clearflow – another way to clear floats in CSS

A new way to clear floats using CSS. If you’re not a web developer, you might find this post a bit pointy-hatted. This is a refined method of clearing floats using CSS without additional html markup, based on the work of some great people.

4-30-08 This is a first-draft and will be updated based on feedback and further research. Until further notice, please be advised against using the “clearflow” method I describe below in production web sites until people with higher IQs than just me have validated this. I can’t take responsibility for things that break if you use this right now. That being said, please read on and provide feedback, either good or bad.

I normally don’t intend on writing how-to types of guides here on Trending, but I’m making a special exception here.

Background

The W3C-recommended way to clear floated elements in CSS is by adding extra markup after your floated elements to clear them. For example:

<div>
<div style=”float:left;border:1px solid #000″>float left</div>
<div style=”float:right;border:1px solid #f00″>float right</div>
<div style=”clear:both”></div>
</div>

A pure CSS solution was created by Tony Aslett from csscreator.com and documented at Position Is Everything as given here:

.clearfix:after {
content: “.”;
display: block;
height: 0;
clear: both;
visibility: hidden;
}
.clearfix {display: inline-block;}
/* Hides from IE-mac */
* html .clearfix {height: 1%;}
.clearfix {display: block;}
/* End hide from IE-mac */

In a recent followup that PIE links to here , the article roughly describes using the CSS “overflow:auto” property to clear floats in most browsers. There are a couple of issues with this method, as it can make scrollbars appear haphazardly depending on the size of your content.

The “clearflow” method for clearing floats

The “clearflow” technique is based around the same concept of using “overflow” to clear floats. If you do a few quick Google searches, people have mentioned this as an alternative for a few years, but as far as I can tell no one has quite done this combination before.

This is very much still a work in research. It has been tested against all the major modern browsers but very little against older browsers, essentially anything older than IE6. I have used this method to replace clearfix on internal development versions of several sites that I work on and have so far not seen any differences.

So, on to the code:

<style>

.clearflow{
overflow:hidden;
zoom:1;
word-wrap:break-word;
}

</style>

Tested in Firefox 2.0.0.14, Firefox 3.0.x beta, IE6, IE7, IE8 beta, Safari 3.1, Opera 9.27

To use this, apply “clearflow” as a class declaration on element containing your floated elements.

<div id=”container” class=”clearflow”><!– floated elements exist in here –></div>

Pros:

  1. We’re not using IE-specific hacks any more. The CSS is cleaner and not reliant on standard selectors that work in some browsers and not others (read, IE6).
  2. overflow:hidden
    • Triggers float clearing in Firefox/Safari/Opera.
    • Firefox and Opera do not support “word-wrap:break-word” yet. It hides overflowing text, which is a widely-used CSS method for handling this issue.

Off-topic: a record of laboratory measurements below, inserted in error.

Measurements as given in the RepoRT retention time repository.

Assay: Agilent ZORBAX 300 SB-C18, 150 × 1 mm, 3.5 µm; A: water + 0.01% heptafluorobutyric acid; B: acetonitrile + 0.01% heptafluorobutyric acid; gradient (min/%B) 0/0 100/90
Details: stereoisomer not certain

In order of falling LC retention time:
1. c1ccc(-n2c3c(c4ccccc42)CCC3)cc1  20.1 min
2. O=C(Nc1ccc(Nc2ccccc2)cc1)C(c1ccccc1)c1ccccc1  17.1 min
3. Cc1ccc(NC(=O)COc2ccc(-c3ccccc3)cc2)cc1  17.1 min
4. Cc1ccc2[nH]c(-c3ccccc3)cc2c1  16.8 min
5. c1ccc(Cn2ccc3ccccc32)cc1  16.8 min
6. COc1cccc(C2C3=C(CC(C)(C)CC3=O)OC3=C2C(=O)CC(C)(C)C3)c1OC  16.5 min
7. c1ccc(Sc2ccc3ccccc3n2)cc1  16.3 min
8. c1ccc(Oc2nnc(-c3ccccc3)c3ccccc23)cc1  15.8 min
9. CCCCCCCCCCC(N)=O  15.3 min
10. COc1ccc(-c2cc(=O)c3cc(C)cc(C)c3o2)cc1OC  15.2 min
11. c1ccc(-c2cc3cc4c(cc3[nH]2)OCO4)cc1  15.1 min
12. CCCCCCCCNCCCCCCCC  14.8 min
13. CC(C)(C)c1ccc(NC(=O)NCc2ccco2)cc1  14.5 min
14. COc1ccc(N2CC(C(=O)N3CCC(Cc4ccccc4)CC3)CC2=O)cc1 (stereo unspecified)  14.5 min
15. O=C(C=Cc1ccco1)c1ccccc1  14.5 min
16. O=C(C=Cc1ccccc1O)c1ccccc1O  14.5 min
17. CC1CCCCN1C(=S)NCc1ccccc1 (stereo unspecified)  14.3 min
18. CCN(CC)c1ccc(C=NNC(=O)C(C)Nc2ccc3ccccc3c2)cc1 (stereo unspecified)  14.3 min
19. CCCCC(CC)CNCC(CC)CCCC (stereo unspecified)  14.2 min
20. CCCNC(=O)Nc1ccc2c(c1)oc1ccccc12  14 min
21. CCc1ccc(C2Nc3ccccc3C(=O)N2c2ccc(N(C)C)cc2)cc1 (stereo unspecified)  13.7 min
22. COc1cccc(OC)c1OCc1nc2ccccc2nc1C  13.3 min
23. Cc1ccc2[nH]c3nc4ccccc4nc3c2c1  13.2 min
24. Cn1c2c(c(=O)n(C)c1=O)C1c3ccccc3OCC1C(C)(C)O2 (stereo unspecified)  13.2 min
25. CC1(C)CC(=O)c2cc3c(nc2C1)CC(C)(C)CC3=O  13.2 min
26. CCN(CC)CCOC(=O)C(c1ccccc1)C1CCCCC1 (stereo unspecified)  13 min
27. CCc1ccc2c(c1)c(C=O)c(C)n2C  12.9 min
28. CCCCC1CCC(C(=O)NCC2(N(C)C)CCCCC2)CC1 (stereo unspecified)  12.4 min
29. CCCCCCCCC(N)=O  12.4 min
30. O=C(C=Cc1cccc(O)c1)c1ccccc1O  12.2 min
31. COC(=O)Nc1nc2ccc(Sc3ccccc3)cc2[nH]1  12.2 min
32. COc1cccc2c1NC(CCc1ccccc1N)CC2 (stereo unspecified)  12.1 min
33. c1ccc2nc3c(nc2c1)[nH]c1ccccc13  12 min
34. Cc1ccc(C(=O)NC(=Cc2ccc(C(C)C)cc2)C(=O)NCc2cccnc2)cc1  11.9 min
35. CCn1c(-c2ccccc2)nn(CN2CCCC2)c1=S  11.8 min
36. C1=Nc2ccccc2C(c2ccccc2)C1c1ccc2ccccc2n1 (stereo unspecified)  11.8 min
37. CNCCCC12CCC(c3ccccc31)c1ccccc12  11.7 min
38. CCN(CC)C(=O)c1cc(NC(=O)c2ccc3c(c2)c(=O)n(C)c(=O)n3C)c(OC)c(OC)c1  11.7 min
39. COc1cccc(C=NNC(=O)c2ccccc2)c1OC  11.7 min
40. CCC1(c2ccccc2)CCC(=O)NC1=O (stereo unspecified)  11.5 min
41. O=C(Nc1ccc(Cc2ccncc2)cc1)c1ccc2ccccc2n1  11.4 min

3. zoom:1
    • Triggers hasLayout in IE6 & IE7.
    • Does not require setting width or height to trigger hasLayout. This potentially makes the technique more versatile for layout design.

  4. word-wrap:break-word
    • Provides automatic word wrapping in IE6, IE7, and Safari.
    • Is an upcoming property being supported in CSS3. Firefox and Opera do not currently support this property but will eventually. Future-proof, if you want to use the term.

Caveats:

  1. “zoom” is an IE-only property. It does not validate, and is not part of the CSS 2.1 or CSS 3 specs.
  2. “word-wrap” is not part of the CSS 2.1 spec. It currently will not validate. It is currently supported by IE and Safari, and will be supported by FF and Opera eventually.

If you want to make this technique fully validate, you can put the “zoom:1” property into an IE-specific stylesheet like this:

<![if !IE]>
<link rel="stylesheet" type="text/css" href="not-ie.css" />
<![endif]>


Take-aways:

My belief for now, after having done my own testing across the main A-grade browsers, is that “clearflow” represents a cross-browser, almost-standard method to clear floated elements. Visually, it is much cleaner code than even the “clearfix” method we have all been using. The “zoom” property isn’t a CSS standard, though it is better than using an IE-specific browser hack. For the purists among us, we can even extract “zoom” into an IE-specific stylesheet.

Being one person, I haven’t had the time resources to validate this method against every possible layout schema. I would like to encourage anyone interested in testing the “clearflow” method to try it on their own test sites and find the holes and bugs that are sure to exist. I will update this guide, and even go so far as to invalidate this idea, as other people have an opportunity to review “clearflow” and provide feedback.

Please leave your comments and critiques below. Thanks for reading!

4 thoughts on “clearflow – another way to clear floats in CSS

  1. The “overflow:hidden;” rule is a problem. When the inner contents are linked directly from anchors (ex. <a href=”#hash” …) it will shift the content out of view.

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